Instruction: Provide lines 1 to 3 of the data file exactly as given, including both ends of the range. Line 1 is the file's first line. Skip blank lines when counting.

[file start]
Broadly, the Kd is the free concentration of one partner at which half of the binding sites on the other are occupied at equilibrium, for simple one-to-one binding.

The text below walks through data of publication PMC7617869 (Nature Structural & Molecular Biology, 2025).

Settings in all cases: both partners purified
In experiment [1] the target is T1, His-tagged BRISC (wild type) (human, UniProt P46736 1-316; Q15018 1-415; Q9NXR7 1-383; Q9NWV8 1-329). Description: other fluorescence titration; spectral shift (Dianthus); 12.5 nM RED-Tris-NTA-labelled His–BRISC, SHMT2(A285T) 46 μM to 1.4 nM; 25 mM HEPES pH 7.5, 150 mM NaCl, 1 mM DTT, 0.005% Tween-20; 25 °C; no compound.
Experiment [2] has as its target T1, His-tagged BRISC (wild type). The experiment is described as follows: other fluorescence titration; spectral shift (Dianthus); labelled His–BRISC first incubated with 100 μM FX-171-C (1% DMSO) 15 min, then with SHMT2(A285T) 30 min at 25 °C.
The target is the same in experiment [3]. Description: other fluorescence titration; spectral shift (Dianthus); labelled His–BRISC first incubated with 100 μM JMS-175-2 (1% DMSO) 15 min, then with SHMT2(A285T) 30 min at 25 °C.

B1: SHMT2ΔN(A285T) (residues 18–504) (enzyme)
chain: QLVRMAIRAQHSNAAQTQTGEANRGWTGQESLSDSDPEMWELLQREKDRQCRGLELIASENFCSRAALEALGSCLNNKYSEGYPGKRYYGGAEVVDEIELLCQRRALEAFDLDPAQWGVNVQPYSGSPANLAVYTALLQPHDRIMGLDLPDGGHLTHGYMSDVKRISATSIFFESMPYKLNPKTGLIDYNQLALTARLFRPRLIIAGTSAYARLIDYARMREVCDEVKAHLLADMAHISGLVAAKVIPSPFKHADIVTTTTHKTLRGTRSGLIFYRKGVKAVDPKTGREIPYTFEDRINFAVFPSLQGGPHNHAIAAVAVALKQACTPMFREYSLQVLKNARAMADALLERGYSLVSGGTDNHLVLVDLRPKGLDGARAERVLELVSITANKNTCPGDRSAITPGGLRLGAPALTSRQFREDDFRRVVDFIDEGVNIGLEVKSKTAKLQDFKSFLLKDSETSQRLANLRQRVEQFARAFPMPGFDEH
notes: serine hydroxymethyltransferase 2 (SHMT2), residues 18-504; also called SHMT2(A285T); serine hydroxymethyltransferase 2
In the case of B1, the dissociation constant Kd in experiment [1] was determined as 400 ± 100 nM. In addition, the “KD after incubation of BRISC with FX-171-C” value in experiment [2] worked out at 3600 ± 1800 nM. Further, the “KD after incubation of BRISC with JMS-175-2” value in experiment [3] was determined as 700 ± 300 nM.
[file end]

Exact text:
Broadly, the Kd is the free concentration of one partner at which half of the binding sites on the other are occupied at equilibrium, for simple one-to-one binding.

The text below walks through data of publication PMC7617869 (Nature Structural & Molecular Biology, 2025).

Settings in all cases: both partners purified